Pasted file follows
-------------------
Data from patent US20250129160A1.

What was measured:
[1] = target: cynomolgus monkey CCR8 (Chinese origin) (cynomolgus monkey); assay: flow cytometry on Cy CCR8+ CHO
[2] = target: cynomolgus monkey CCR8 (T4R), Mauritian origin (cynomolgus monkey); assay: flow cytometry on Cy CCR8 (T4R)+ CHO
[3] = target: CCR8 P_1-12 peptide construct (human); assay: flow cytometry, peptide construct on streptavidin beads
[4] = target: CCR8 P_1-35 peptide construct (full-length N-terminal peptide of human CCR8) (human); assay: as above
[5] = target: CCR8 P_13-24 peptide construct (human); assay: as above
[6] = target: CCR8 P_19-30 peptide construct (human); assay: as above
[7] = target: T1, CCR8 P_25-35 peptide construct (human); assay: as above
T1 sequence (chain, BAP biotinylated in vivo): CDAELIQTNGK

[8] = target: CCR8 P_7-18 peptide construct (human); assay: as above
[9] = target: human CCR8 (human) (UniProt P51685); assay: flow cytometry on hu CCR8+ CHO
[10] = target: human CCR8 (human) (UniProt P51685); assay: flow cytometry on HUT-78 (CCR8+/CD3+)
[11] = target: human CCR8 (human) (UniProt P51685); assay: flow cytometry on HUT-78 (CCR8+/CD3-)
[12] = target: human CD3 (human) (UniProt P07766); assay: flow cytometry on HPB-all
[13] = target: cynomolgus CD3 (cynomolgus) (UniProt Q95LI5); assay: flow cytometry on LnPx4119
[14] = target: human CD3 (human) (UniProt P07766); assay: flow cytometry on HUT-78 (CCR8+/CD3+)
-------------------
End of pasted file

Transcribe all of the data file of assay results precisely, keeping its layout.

Data from patent US20250129160A1.

What was measured:
[1] = target: cynomolgus monkey CCR8 (Chinese origin) (cynomolgus monkey); assay: flow cytometry on Cy CCR8+ CHO
[2] = target: cynomolgus monkey CCR8 (T4R), Mauritian origin (cynomolgus monkey); assay: flow cytometry on Cy CCR8 (T4R)+ CHO
[3] = target: CCR8 P_1-12 peptide construct (human); assay: flow cytometry, peptide construct on streptavidin beads
[4] = target: CCR8 P_1-35 peptide construct (full-length N-terminal peptide of human CCR8) (human); assay: as above
[5] = target: CCR8 P_13-24 peptide construct (human); assay: as above
[6] = target: CCR8 P_19-30 peptide construct (human); assay: as above
[7] = target: T1, CCR8 P_25-35 peptide construct (human); assay: as above
T1 sequence (chain, BAP biotinylated in vivo): CDAELIQTNGK

[8] = target: CCR8 P_7-18 peptide construct (human); assay: as above
[9] = target: human CCR8 (human) (UniProt P51685); assay: flow cytometry on hu CCR8+ CHO
[10] = target: human CCR8 (human) (UniProt P51685); assay: flow cytometry on HUT-78 (CCR8+/CD3+)
[11] = target: human CCR8 (human) (UniProt P51685); assay: flow cytometry on HUT-78 (CCR8+/CD3-)
[12] = target: human CD3 (human) (UniProt P07766); assay: flow cytometry on HPB-all
[13] = target: cynomolgus CD3 (cynomolgus) (UniProt Q95LI5); assay: flow cytometry on LnPx4119
[14] = target: human CD3 (human) (UniProt P07766); assay: flow cytometry on HUT-78 (CCR8+/CD3+)